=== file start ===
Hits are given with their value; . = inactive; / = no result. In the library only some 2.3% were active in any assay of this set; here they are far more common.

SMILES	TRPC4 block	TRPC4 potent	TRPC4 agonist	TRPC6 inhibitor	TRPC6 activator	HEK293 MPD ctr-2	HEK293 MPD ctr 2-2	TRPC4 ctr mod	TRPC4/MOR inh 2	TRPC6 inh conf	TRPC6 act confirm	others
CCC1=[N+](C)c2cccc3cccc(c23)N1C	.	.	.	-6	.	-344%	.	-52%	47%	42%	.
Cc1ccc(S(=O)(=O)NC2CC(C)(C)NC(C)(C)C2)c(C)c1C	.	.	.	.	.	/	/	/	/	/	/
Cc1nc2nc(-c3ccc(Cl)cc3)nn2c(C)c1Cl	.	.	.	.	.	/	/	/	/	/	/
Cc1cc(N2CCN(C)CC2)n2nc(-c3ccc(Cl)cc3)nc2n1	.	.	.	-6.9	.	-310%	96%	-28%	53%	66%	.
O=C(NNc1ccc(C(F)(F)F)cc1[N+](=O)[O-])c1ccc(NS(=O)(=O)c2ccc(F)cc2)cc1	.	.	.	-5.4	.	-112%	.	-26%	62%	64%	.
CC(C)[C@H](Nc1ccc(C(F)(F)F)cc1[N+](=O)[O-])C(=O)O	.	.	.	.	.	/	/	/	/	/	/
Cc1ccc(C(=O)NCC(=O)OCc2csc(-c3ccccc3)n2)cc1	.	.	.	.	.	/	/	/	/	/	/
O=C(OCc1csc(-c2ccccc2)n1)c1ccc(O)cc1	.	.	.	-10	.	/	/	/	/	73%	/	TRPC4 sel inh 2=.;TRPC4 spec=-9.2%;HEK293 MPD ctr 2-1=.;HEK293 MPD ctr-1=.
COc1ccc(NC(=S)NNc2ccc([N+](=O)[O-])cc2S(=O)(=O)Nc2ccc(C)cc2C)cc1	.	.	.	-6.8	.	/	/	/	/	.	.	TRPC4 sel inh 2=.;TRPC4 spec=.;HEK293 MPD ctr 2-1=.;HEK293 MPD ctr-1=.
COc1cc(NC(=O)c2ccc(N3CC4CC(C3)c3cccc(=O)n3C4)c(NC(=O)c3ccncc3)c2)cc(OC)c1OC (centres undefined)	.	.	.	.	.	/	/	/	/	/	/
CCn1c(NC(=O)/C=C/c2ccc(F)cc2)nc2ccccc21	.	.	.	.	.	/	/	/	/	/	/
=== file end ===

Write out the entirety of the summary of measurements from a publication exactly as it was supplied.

Hits are given with their value; . = inactive; / = no result. In the library only some 2.3% were active in any assay of this set; here they are far more common.

SMILES	TRPC4 block	TRPC4 potent	TRPC4 agonist	TRPC6 inhibitor	TRPC6 activator	HEK293 MPD ctr-2	HEK293 MPD ctr 2-2	TRPC4 ctr mod	TRPC4/MOR inh 2	TRPC6 inh conf	TRPC6 act confirm	others
CCC1=[N+](C)c2cccc3cccc(c23)N1C	.	.	.	-6	.	-344%	.	-52%	47%	42%	.
Cc1ccc(S(=O)(=O)NC2CC(C)(C)NC(C)(C)C2)c(C)c1C	.	.	.	.	.	/	/	/	/	/	/
Cc1nc2nc(-c3ccc(Cl)cc3)nn2c(C)c1Cl	.	.	.	.	.	/	/	/	/	/	/
Cc1cc(N2CCN(C)CC2)n2nc(-c3ccc(Cl)cc3)nc2n1	.	.	.	-6.9	.	-310%	96%	-28%	53%	66%	.
O=C(NNc1ccc(C(F)(F)F)cc1[N+](=O)[O-])c1ccc(NS(=O)(=O)c2ccc(F)cc2)cc1	.	.	.	-5.4	.	-112%	.	-26%	62%	64%	.
CC(C)[C@H](Nc1ccc(C(F)(F)F)cc1[N+](=O)[O-])C(=O)O	.	.	.	.	.	/	/	/	/	/	/
Cc1ccc(C(=O)NCC(=O)OCc2csc(-c3ccccc3)n2)cc1	.	.	.	.	.	/	/	/	/	/	/
O=C(OCc1csc(-c2ccccc2)n1)c1ccc(O)cc1	.	.	.	-10	.	/	/	/	/	73%	/	TRPC4 sel inh 2=.;TRPC4 spec=-9.2%;HEK293 MPD ctr 2-1=.;HEK293 MPD ctr-1=.
COc1ccc(NC(=S)NNc2ccc([N+](=O)[O-])cc2S(=O)(=O)Nc2ccc(C)cc2C)cc1	.	.	.	-6.8	.	/	/	/	/	.	.	TRPC4 sel inh 2=.;TRPC4 spec=.;HEK293 MPD ctr 2-1=.;HEK293 MPD ctr-1=.
COc1cc(NC(=O)c2ccc(N3CC4CC(C3)c3cccc(=O)n3C4)c(NC(=O)c3ccncc3)c2)cc(OC)c1OC (centres undefined)	.	.	.	.	.	/	/	/	/	/	/
CCn1c(NC(=O)/C=C/c2ccc(F)cc2)nc2ccccc21	.	.	.	.	.	/	/	/	/	/	/